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Excerpted From: Raneta Lawson Mack, This Gun for Hire: Concealed Weapons Legislation in the Workplace and Beyond , 30 Creighton Law Review 285 (February, 1997)(168 Footnotes) (Full Document)

RanetaLawsonMackDuring the past decade, the proposed enactment of concealed weapons legislation (“CCW laws”) has sparked heated legislative debate and contentious public discussion in many states. Proponents of the legislation, relying largely upon Second Amendment constitutional guarantees, argue that law-abiding citizens have a right to carry weapons to protect themselves and their families from violent predators. In contrast, opponents of CCW laws raise the specter of an impending return to a “Wild West” mentality which would invariably lead to an increase in gun-related violent crimes. Thus, the pre-enactment debate focuses primarily upon the dichotomous relationship between the right to individual and community protection (individual rights theory) and the state's right to control private weapon ownership (collective rights theory). Once the legislation is enacted, however, and the proverbial “smoke clears,” the debate then shifts to the numerous complex implementation concerns that are the inevitable consequence of such controversial legislation. More specifically, although CCW laws authorize law-abiding citizens to legally carry concealed weapons, many of the statutes fail to explicitly address the rights of employers and business owners in light of this new legislation. Thus, employers and business owners are left in a quandary concerning the practical implications of dealing with a lawfully armed citizenry.

Prior to enactment of CCW legislation, employers and business owners could prohibit weapons on their premises on the assumption that such restrictions reasonably protect the safety of employees and other invitees on the premises. With the enactment of CCW laws, however, these assumptions are themselves being challenged as unreasonable. The principal argument against banning lawfully concealed weapons in certain locations is that CCW laws are enacted, in part, to give citizens an extra measure of protection against the criminal element. Consequently, banning weapons on certain premises makes those locations potential criminal targets and conceivably reduces safety rather than increasing it. In light of these arguments and challenges, employers and business owners must now assess the likelihood of liability from various perspectives. First, if concealed weapons are permitted on the premises, what is the employer or business owner's potential liability if an accidental or intentional shooting occurs on the premises? In contrast, if concealed weapons are prohibited on the premises, what is the potential liability for acts of violence that could have been prevented if lawfully carried weapons had been available to individuals on the premises? Additionally, does an employer or business owner incur any additional responsibility for the safety of employees and invitees if lawfully carried weapons are prohibited on the premises? Finally, can employers and business owners develop and implement concealed weapons policies that safely and effectively strike a balance between the individual right of self-defense and the collective right to safety and security in the employment and business environment?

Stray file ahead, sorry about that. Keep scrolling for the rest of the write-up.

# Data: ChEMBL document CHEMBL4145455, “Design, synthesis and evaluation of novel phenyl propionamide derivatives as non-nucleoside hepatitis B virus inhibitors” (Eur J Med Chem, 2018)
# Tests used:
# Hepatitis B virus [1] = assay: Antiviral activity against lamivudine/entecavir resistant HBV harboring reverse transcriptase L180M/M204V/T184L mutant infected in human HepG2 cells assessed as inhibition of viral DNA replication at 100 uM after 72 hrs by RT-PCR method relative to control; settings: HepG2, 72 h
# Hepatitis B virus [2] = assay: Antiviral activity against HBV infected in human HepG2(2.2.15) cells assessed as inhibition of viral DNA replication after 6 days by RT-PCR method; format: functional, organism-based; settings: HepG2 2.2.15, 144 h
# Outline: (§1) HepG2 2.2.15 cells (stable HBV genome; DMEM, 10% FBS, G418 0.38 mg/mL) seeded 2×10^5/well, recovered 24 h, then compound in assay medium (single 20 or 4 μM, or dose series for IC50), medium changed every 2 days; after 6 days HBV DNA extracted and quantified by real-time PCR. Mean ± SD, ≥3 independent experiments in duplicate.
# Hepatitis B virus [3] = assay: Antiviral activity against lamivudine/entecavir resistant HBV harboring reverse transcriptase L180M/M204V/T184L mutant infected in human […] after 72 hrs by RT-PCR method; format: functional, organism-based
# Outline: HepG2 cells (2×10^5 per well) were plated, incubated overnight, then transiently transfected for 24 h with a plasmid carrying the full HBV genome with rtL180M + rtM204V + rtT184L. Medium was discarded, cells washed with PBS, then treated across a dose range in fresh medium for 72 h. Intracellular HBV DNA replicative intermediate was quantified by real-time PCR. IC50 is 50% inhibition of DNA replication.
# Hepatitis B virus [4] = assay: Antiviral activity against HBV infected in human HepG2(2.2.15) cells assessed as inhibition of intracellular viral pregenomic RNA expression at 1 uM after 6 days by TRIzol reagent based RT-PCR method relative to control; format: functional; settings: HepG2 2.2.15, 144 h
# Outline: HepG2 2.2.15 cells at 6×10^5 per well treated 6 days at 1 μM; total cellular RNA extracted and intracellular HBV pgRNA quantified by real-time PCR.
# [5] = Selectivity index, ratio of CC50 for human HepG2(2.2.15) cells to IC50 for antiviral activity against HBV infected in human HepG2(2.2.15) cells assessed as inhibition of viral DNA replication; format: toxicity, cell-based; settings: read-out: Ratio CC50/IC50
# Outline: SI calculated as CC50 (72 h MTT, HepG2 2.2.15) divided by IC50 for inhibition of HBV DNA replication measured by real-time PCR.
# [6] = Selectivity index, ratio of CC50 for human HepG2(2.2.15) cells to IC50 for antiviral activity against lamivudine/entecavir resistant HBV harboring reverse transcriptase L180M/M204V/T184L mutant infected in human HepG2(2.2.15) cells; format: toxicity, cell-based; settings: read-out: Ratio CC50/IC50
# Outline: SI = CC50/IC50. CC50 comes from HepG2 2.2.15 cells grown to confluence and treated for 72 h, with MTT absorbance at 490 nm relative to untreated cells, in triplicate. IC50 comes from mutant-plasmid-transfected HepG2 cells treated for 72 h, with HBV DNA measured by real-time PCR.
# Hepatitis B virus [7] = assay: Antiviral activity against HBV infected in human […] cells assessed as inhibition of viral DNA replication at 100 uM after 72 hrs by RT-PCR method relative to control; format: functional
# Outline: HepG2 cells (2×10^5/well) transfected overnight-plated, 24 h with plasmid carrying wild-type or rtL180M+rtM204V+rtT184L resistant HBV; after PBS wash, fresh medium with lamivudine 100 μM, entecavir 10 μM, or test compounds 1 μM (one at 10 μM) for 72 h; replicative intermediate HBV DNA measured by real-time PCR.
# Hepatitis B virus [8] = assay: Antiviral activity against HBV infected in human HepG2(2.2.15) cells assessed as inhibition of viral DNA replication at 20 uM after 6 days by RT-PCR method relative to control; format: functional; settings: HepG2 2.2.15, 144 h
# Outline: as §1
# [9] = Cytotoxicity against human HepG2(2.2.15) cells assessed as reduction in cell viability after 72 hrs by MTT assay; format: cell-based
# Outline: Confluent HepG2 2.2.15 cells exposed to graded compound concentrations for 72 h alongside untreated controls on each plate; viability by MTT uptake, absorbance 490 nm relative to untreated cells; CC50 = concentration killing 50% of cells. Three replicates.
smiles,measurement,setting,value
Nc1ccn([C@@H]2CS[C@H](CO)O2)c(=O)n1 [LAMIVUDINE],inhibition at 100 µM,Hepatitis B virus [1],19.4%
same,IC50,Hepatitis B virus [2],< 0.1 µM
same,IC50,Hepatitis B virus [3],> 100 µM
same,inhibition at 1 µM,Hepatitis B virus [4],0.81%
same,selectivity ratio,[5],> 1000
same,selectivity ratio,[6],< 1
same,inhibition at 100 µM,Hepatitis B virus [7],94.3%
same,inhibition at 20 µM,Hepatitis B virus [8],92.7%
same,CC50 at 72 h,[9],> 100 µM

This Article explores each of those issues. Specifically, in Part II, the Article provides a brief historical discussion of the right to bear arms and the right of self-protection in order to appropriately contextualize the current significance of those rights in the concealed weapons debate.

In Part III, the Article considers selected concealed weapons statutes that exemplify how various states have chosen to address the issue of concealed weapons.

Part IV focuses on liability and practical implementation concerns that arise in the employment and business contexts once CCW laws are enacted.

Finally, Part IV also proposes specific implementation recommendations for employers and business owners seeking to maximize the potential for safety while simultaneously minimizing the potential for liability in an era of expanding concealed weapons legislation.

[. . .]

The proliferation of concealed weapons legislation has created numerous complex legal and practical difficulties for employers and business owners. Although citizens with permits may lawfully carry concealed weapons, it is likely that courts will uphold the rights of private property owners to prevent exercise of the right to carry if the employer, business or private property owner chooses to prohibit concealed weapons on the premises.

Because of the increase in workplace violence and recent OSHA guidelines, employers should consider adopting and effectively implementing and enforcing “no weapons” policies in the workplace predicated on the employer's legal and common law duty to provide a safe workplace.

Similarly, business owners should adopt a “no weapons” policy in an effort to exercise reasonable care in providing for the safety and security of invitees. However, business owners must carefully calculate the cost and practical feasibility of implementation procedures to determine if the benefits outweigh the disadvantages of such a policy. 

Associate Professor of Law, Creighton University School of Law.